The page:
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FPL Revives Capital Projects, But 425 Will Lose Their Jobs

The state’s largest power company, Florida Power & Light, announced Friday it will resume modernization efforts it threatened to discontinue after state regulators denied a $1.25 billion rate increase earlier this year, but about 425 employees will be laid off or take early retirement.

FPL, which serves South Florida and much of the Atlantic Coast, suspended work on its Riviera Beach and Cape Canaveral plants in January after the Florida Public Service Commission rejected most of its record rate increase request. The company said Friday it can move forward with the projects, though FPL president Armando Olivera said it did not mean the rate rejection was less harmful then predicted.

"Since the rate case decision, we have been downgraded by two rating agencies and are on negative watch by another,” he said in a statement. “We strongly believe that the Florida Public Service Commission underestimated the actual cost of FPL's equity in the recent base rate proceeding. This continues to be a source of concern to us. At the same time, an in-depth analysis has made it clear that the modernizations at Riviera Beach and Cape Canaveral continue to show a substantial benefit for our customers.”

The facilities will be completed as originally planned in 2013 and 2014. FPL said it will still delay a $1.6 billion natural gas pipeline the company proposed to build that the PSC ruled in a separate proceeding was too expensive, though the company said it would re-evaluate the pipeline again next year.

FPL had asked the PSC for a return on equity - the minimum profit margin the company is guaranteed - of 12.5 percent, but the commission took a populist turn in the wake of a conflict-of-interest scandal and approved a far lower ratio of 10 percent. The decision cut FPL’s increased profit margin to about $75 million, which Olivera said Friday will force the company to reduce its workforce by three percent.

The layoffs come at time when unemployment in the state has topped 12 percent, levels unseen in a generation. But Olivera said the layoffs, which he first suggested were possible immediately after the PSC decision, would not affect the company’s service.

“We had hoped to avoid the necessity of staffing reductions because we recognize the hardship this creates,” he said. “However, the most recent customer and sales projections for 2010 and beyond now have dropped even lower than the levels we had forecast as a part of our rate case filing, notwithstanding a short-term, weather-driven revenue increase in the first quarter.”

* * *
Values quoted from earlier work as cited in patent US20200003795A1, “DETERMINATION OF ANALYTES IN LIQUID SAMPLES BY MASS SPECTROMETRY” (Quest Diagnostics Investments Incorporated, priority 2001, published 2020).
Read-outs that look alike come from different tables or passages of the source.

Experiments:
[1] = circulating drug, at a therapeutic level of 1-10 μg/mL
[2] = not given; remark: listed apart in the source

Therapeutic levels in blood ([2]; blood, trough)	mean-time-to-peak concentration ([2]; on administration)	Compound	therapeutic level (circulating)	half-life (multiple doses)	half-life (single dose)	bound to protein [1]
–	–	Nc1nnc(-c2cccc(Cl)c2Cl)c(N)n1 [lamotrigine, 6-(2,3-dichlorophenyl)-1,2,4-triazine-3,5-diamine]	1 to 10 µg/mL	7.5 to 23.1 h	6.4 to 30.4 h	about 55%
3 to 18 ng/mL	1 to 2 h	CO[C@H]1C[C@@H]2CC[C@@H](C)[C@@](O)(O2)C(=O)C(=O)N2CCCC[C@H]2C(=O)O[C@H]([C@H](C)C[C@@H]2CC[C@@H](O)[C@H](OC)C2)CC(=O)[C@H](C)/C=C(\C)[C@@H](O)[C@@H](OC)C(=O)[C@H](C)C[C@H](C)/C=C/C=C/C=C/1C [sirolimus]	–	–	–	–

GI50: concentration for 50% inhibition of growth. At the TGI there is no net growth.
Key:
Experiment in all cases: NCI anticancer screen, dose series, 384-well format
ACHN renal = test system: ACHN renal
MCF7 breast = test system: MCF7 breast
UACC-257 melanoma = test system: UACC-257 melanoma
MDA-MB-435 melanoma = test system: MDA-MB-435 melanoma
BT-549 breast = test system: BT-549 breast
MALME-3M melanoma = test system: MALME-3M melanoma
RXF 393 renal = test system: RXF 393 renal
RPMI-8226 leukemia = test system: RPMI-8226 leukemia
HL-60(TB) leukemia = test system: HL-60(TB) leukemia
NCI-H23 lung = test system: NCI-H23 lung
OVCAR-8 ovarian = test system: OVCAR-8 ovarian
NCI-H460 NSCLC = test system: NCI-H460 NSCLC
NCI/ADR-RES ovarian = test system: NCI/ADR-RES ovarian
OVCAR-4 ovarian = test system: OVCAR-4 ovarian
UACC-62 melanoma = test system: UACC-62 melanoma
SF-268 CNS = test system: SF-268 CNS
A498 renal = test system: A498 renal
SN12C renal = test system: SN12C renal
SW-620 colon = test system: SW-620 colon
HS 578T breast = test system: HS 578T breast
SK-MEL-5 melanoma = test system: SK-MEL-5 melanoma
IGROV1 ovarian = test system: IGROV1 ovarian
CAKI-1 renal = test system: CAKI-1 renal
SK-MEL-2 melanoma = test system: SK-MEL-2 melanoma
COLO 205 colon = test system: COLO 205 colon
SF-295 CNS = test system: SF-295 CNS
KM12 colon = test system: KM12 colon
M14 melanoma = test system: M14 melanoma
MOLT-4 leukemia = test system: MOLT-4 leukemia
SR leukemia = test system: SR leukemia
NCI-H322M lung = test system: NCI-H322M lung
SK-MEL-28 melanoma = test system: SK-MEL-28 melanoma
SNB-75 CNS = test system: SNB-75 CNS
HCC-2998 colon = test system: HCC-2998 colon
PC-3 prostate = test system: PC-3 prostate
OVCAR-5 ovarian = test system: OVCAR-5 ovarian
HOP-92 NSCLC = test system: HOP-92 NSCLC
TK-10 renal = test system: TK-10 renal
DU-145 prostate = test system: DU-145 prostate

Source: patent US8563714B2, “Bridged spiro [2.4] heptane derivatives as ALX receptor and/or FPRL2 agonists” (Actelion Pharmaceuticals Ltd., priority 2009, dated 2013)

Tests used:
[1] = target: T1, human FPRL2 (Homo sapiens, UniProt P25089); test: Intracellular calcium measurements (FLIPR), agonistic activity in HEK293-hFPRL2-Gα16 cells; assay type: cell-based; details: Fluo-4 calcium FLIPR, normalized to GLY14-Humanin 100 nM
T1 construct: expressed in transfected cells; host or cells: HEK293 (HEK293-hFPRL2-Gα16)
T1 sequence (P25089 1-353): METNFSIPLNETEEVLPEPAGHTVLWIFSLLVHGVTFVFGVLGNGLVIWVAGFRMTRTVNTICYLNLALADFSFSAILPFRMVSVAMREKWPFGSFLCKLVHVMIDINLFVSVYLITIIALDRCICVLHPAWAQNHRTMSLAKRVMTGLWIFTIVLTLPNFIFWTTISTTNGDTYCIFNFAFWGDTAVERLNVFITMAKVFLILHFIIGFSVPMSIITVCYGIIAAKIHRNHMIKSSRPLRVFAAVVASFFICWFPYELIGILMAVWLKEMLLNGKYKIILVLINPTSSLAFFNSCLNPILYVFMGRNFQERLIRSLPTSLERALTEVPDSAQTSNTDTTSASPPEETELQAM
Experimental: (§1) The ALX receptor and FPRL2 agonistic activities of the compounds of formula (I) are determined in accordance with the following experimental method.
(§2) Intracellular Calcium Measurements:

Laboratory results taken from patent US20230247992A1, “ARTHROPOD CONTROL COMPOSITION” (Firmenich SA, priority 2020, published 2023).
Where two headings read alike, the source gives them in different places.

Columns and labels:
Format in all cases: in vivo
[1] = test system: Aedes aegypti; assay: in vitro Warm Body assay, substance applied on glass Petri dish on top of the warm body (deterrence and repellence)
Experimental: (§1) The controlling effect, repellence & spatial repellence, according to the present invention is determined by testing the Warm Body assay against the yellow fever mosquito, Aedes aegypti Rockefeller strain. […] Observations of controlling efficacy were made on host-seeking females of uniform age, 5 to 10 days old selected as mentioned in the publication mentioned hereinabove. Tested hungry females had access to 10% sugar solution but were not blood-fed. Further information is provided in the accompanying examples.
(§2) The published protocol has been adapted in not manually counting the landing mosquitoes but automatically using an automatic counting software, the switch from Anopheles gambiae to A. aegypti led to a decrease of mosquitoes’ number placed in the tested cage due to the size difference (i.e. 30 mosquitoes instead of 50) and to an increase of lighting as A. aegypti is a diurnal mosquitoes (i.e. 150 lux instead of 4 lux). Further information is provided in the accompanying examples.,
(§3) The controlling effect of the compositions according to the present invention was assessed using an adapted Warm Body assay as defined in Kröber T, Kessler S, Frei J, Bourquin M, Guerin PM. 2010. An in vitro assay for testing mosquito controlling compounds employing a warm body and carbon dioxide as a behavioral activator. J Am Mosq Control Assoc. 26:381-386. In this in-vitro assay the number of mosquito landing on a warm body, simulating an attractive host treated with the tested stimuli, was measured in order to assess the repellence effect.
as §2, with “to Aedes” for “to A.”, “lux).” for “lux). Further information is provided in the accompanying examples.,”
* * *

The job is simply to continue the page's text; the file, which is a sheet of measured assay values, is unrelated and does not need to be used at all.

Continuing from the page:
“New housing construction, which drives so much of our workload and growth, is at an all-time low - 69 percent below the levels we were seeing in 2007,” he continued. “We do not believe it will return to pre-2008 levels for a long time.”

FPL said about 220 of the eliminated positions will be buyouts for early retirees, and some positions will be filled later in the year, bringing the job loss down to 300.

"I recognize the hardship this creates for individuals, especially in a difficult economy, and I personally regret the impact of a job loss on any FPL employee," Olivera said.

The decision comes as lawmakers complete Friday a session that saw two members of the PSC who voted against the rate increases for FPL and Progress Energy rejected by the Florida Senate. The Legislature also appeared to have stalled legislation banning off-the-record communications between utility companies and PSC employees, which made headlines last year as the panel considered FPL’s rate increase.

The layoffs were announced Friday morning as lawmakers were consumed with the fast-moving final day of session, where the state’s $69 billion budget is up for a final vote and expected to be the focus at the Capitol.

A spokesman for Gov. Charlie Crist, who vocally opposed the FPL rate increase and doubted the company would lay people off in January, said that the layoffs would likely not change the governor’s stance on the company’s rates.

“I'm not certain the governor is aware they are moving forward with their capital projects, but I'm sure his previous comments still stand,” Crist spokesman Sterling Ivey said in an E-mail to the News Service of Florida.

With Crist having announced a populism-infused run for the U.S. Senate with no party affiliation, FPL’s decision to proceed with capital projects, but layoff employees, coupled with the Senate’s rejection of PSC Commissioners David Klement and Benjamin “Steve” Stevens, could become a potent campaign issue this summer.

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